Isolation and genotyping of Acanthamoeba strains from corneal infections in Italy

Simonetta Gatti, Paolo Rama, Stanislav Matuska, Federica Berrilli, Annalisa Cavallero, Silvia Carletti, Antonella Bruno, Roberta Maserati, David Di Cave

Research output: Contribution to journalArticlepeer-review


Acanthamoeba keratitis (AK) is a corneal disease caused by members of a genus of free-living amoebae and is associated predominantly with contact lens (CL) use. This study reports 16 cases of culture-proven AK diagnosed in northern Italy. Genotype identification was carried out with a PCR assay based on sequence analysis of the 18S rRNA gene, and sensitivity and specificity were evaluated in comparison with traditional parasitological techniques. A 405 bp region of the 18S rRNA gene (ASA.S1) including diagnostic fragment 3 (DF3) was amplified using the genus-specific primers JDP1 and JDP2. Genotype assignment was based on phenetic analysis of the ASA.S1 subset of the nuclear small-subunit rRNA gene sequence excluding the highly variable DF3 region. Phylogenetic analysis was also performed on the sequences obtained. All patients complained of monolateral infection; 11 (68.75%) admitted improper CL disinfection. In 14/16 (87.5 %) subjects, corneal scrapings were stained with calcofluor white and haematoxylin and eosin and, in ten cases (62.5 %), microscopy was positive for Acanthamoeba cysts. In vitro culture on 3% non-nutrient agar plates was obtained in all cases (100 %), whereas cloning and axenic growth were positive for 14 amoebic stocks (87.5 %). PCR analysis had 100% sensitivity and specificity compared with in vitro axenic culture, showing positive amplification from 15 isolates. All Acanthamoeba strains belonged to the T4 genotype, the main AK-related genotype worldwide. These results confirmed the importance of a complete diagnostic protocol, including a PCR assay, for the clinical diagnosis of AK on biological samples. Genotyping allowed inclusion of all isolates in the T4 group, thus demonstrating the prevalence of this genotype in northern Italy.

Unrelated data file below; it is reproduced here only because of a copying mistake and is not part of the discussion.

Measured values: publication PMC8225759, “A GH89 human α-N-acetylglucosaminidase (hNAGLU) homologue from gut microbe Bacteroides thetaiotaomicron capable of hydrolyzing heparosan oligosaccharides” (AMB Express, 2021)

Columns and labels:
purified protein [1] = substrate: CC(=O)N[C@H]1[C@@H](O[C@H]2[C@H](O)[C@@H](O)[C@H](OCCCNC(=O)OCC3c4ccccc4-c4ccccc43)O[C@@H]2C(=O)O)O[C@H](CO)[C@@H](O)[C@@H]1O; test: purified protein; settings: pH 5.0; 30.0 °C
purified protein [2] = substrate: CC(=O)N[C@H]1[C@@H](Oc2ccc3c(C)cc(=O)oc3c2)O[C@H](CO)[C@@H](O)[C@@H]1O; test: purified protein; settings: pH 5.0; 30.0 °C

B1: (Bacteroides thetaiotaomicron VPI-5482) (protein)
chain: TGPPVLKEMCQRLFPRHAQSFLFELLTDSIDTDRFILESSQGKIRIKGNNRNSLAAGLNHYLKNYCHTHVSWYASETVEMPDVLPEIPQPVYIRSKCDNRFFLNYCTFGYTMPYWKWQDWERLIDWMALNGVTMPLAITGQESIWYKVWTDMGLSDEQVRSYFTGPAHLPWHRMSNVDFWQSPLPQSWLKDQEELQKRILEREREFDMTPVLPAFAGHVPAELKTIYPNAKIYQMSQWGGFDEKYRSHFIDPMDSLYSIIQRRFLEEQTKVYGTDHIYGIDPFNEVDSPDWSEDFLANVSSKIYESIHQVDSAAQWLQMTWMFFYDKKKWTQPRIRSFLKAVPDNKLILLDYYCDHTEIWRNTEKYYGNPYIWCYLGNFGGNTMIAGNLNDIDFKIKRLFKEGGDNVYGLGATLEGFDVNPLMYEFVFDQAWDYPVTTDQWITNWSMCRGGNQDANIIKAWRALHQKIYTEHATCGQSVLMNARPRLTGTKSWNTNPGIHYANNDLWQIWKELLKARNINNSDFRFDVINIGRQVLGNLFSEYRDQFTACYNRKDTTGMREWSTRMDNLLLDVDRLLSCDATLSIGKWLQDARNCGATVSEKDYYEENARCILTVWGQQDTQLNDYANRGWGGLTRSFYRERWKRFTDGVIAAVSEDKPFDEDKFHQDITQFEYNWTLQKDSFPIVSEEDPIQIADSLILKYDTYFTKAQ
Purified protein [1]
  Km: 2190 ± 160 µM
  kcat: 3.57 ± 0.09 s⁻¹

Original languageEnglish
Pages (from-to)1324-1330
Number of pages7
JournalJournal of Medical Microbiology
Issue number11
Publication statusPublished - Nov 2010

ASJC Scopus subject areas

  • Microbiology (medical)
  • Microbiology


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